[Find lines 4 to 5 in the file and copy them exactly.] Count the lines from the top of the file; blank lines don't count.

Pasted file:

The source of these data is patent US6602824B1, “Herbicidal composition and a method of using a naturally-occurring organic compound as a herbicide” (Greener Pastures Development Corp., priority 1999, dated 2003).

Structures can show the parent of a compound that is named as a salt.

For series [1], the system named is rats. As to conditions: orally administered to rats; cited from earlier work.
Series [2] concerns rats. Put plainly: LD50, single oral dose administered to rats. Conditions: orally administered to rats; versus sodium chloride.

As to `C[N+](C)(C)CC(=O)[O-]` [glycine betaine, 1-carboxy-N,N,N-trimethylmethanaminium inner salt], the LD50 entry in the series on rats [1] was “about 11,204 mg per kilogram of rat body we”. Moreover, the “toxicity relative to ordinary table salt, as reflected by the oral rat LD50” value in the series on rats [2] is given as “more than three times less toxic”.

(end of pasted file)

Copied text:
Series [2] concerns rats. Put plainly: LD50, single oral dose administered to rats. Conditions: orally administered to rats; versus sodium chloride.

As to `C[N+](C)(C)CC(=O)[O-]` [glycine betaine, 1-carboxy-N,N,N-trimethylmethanaminium inner salt], the LD50 entry in the series on rats [1] was “about 11,204 mg per kilogram of rat body we”. Moreover, the “toxicity relative to ordinary table salt, as reflected by the oral rat LD50” value in the series on rats [2] is given as “more than three times less toxic”.